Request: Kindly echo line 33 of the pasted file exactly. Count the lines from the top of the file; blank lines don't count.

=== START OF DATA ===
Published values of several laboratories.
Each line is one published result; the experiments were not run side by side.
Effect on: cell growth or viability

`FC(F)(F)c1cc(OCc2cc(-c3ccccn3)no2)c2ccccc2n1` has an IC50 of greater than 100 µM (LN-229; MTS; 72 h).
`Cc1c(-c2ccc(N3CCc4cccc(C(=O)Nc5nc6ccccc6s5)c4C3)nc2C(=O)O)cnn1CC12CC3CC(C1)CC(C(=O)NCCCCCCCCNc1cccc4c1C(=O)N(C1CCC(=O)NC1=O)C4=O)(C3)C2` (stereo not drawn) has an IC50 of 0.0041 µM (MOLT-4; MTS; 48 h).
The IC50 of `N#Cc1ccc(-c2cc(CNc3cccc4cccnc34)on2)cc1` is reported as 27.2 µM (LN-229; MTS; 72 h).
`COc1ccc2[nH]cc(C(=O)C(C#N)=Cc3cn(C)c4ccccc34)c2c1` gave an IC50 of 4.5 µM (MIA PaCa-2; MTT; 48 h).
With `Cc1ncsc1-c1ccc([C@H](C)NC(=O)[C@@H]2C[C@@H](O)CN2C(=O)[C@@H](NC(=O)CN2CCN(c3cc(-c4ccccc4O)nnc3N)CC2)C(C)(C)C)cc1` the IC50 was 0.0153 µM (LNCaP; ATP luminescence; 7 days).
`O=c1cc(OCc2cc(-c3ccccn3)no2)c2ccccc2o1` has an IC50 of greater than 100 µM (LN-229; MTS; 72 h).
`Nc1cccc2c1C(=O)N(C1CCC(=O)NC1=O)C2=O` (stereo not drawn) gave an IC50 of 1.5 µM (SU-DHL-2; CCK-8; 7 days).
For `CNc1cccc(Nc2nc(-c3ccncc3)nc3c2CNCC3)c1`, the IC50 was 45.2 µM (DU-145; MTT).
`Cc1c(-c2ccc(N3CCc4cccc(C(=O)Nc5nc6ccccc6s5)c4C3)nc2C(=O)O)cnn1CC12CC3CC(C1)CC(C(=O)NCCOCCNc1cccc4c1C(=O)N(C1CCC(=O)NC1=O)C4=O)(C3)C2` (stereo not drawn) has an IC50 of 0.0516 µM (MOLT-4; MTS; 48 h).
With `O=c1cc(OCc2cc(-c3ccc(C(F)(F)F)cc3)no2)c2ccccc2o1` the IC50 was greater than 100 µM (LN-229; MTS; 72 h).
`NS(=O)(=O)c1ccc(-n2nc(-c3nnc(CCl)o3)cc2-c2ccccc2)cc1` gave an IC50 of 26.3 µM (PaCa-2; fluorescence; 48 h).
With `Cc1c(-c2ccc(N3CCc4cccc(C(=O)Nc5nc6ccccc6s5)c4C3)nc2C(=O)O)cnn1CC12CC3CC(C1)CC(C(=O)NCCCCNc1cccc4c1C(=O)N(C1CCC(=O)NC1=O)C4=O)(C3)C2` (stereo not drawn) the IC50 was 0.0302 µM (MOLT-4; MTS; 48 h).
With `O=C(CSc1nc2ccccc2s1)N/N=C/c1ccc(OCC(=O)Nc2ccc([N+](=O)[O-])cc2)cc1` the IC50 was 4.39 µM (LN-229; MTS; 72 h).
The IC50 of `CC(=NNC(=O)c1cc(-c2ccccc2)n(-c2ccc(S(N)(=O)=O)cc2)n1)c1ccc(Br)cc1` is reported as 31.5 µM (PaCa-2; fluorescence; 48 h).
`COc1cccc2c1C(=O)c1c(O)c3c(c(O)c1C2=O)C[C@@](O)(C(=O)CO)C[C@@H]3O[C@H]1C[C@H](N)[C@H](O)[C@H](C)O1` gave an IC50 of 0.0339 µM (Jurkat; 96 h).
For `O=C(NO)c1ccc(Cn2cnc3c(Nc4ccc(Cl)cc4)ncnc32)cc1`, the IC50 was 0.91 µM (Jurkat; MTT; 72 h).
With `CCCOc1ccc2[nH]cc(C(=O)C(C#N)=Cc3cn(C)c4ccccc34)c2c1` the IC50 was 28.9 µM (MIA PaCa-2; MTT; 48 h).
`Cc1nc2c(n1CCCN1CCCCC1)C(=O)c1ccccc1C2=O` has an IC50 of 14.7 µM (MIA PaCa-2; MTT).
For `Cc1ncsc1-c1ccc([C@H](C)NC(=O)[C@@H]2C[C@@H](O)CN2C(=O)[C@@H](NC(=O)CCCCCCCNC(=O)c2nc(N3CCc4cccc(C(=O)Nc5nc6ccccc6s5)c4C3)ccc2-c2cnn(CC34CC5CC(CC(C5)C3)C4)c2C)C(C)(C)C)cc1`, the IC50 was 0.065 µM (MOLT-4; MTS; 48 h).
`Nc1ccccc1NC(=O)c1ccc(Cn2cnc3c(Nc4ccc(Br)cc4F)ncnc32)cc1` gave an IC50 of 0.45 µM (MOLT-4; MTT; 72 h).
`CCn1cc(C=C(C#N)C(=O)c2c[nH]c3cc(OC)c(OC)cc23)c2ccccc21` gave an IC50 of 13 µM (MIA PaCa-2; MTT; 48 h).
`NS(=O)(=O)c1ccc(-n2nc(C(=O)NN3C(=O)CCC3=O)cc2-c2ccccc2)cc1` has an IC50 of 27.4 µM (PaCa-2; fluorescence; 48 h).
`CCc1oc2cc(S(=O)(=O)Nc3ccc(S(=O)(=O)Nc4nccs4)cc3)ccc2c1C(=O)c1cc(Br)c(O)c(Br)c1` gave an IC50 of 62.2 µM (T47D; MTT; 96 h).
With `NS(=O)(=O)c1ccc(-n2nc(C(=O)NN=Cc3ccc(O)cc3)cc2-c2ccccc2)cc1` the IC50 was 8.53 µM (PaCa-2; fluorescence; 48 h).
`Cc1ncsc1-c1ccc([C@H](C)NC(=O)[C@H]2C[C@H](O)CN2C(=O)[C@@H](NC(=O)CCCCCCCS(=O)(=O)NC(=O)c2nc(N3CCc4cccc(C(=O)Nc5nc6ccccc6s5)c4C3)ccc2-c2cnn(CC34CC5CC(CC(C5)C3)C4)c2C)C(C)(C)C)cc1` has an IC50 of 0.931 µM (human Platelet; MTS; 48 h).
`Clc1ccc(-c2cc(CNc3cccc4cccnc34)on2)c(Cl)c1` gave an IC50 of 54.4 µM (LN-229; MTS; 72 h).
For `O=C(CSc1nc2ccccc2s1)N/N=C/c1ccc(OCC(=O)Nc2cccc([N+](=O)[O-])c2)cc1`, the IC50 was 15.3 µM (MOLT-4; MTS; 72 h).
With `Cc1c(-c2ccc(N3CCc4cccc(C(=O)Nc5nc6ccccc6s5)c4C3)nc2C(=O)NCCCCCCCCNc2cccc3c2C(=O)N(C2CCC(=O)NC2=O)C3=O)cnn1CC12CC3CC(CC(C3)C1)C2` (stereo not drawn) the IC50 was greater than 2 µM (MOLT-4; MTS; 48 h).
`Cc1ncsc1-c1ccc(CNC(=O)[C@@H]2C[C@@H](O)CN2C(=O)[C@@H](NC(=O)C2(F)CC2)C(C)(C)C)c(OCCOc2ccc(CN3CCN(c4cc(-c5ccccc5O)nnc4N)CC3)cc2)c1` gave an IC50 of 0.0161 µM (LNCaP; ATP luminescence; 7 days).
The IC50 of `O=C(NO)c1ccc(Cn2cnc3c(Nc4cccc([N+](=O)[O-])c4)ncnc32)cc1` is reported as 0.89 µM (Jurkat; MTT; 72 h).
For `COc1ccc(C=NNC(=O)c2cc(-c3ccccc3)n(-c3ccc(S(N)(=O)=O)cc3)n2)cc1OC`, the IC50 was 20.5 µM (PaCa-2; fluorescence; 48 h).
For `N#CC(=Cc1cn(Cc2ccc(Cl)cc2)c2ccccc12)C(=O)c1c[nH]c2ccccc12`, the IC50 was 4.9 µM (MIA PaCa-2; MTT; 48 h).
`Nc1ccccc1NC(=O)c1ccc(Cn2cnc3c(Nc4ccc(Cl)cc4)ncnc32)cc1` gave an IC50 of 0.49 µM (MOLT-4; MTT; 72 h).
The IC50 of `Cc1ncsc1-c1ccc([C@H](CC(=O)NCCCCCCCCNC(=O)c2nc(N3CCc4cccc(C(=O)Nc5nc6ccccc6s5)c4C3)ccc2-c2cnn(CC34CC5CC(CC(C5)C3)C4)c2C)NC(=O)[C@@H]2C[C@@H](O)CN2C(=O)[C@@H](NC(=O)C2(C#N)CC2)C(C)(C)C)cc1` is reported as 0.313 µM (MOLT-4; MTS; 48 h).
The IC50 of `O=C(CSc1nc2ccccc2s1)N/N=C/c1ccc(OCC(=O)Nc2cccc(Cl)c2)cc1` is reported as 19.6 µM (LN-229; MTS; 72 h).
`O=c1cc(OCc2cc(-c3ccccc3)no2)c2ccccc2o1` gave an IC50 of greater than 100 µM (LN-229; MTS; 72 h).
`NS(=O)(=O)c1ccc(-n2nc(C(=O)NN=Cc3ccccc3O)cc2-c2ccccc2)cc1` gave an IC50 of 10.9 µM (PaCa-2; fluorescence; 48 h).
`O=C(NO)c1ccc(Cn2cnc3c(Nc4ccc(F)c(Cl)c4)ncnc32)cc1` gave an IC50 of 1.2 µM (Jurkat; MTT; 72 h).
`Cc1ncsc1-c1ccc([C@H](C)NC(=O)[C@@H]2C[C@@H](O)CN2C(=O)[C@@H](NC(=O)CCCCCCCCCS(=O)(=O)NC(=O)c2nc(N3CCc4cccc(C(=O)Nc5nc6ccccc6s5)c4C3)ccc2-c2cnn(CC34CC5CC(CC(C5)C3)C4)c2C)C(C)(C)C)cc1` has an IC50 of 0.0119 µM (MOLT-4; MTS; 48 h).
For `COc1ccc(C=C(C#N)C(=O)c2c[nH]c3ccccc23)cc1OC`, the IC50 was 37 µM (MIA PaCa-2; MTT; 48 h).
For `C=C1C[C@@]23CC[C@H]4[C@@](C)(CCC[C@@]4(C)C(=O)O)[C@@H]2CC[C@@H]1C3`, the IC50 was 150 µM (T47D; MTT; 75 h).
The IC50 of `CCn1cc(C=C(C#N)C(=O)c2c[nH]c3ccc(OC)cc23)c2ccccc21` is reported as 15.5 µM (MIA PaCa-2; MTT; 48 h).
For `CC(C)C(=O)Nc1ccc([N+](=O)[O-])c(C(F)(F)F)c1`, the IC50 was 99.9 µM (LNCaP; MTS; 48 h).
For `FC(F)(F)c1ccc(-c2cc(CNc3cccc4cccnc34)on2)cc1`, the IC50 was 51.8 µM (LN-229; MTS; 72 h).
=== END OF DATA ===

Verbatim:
The IC50 of `O=C(NO)c1ccc(Cn2cnc3c(Nc4cccc([N+](=O)[O-])c4)ncnc32)cc1` is reported as 0.89 µM (Jurkat; MTT; 72 h).